Contest to award $10K to youth and school for video on what ‘Internet means to you’

Screen Shot 2016-03-11 at 10.44.05 AMBy Larry Magid

If you’re an aspiring student filmmaker or a K-12 teacher with some talented students, consider entering the What’s Your Story video contest to share your or your students’ thoughts on what the Internet means to you. There are two $10,000 prizes with additional cash prizes for runners-up. One $10K prize is for an individual and the other for a K-12 school. It’s open to folks in the U.S. and Canada.

The “What’s Your Story? video contest began in 2010 “to enable and empower kids, parents, teachers and communities around the world to use technology safely, responsibly, and successfully.”

The contest is sponsored by Trend Micro’s Internet Safety for Kids and Families Program.

This year’s theme, said Lynette Owens, contest organizer and global director of Trend Micro’s safety program, is all about “what the Internet means to its users. From the good to the bad, the necessary and the not-so-needed.” The contest should reveal “what students and young adults’ experiences actually are, rather than assume we know what they are,” she said. Owens said that one of the purposes of the contest is to “help us all best focus our efforts in supporting people, young and old, to thrive online.”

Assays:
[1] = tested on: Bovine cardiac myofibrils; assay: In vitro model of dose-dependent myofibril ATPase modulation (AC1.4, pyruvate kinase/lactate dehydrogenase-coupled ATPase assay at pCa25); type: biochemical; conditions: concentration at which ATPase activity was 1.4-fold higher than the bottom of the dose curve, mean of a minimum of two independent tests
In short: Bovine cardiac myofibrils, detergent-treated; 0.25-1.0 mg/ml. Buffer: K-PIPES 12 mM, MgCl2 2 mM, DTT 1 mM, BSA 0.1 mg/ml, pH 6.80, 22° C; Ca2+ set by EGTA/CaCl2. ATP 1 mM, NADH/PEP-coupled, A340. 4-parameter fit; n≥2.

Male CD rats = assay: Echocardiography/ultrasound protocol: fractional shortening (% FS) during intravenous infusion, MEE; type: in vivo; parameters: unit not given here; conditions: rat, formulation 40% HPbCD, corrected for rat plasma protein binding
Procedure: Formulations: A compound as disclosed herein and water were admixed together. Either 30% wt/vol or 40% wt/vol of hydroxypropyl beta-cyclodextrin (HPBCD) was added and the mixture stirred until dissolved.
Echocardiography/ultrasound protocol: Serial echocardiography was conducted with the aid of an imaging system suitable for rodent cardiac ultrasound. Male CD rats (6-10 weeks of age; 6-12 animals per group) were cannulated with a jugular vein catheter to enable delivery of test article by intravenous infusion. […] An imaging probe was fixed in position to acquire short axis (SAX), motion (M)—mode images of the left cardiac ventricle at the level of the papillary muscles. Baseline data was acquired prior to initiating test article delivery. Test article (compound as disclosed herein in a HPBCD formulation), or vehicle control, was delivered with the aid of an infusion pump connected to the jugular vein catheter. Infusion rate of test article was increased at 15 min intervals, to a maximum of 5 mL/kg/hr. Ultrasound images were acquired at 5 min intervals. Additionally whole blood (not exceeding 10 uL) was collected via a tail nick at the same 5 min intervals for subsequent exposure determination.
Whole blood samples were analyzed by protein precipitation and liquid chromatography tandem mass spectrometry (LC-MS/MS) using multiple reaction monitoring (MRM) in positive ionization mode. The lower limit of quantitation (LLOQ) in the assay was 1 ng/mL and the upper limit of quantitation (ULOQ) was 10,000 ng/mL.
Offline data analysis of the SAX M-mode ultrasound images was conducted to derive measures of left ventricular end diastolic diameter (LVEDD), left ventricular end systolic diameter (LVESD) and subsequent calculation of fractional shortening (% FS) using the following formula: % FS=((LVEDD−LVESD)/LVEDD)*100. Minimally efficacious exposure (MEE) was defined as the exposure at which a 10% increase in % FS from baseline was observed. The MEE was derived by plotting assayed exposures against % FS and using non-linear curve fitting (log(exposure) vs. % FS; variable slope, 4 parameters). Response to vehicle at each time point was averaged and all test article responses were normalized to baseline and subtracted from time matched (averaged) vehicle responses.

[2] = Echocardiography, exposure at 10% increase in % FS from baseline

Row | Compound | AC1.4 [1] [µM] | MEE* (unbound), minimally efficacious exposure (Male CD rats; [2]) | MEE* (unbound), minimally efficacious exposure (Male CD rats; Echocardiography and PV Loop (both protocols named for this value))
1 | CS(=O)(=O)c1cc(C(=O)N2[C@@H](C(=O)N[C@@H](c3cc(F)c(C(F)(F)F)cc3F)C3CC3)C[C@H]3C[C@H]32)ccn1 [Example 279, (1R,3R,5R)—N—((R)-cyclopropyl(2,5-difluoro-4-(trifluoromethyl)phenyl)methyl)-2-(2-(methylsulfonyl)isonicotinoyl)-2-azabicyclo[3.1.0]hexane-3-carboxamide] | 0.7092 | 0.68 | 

I’ve been one of the judges in this contest since it was first launched and it’s one of my favorite projects, because I get to see some incredibly creative work. I can’t help you with your video but I can tell you that authenticity matters. Don’t show us what you think we want to see. Show and tell us what’s on your mind. You can be funny, dramatic or both. This isn’t quite a 15-second Vine video nor is it a full-length feature film. Videos should be between 30 seconds and two minutes. It needs to be a .mov or .mp4 file and no more than 100 MB. You can shoot it on any type of video camera you have, including a smartphone. And, all entries must be original and respectful of copyrights, including any music or images that you use.

Other judges are from Facebook, Twitter, iCanHelp, and National Association of Media Literacy Educators. I’m representing, a nonprofit Internet safety organization that receives support from Trend Micro along with several other technology companies. Here are some examples of previous winners and, below, is one of my favorite winners from a previous year.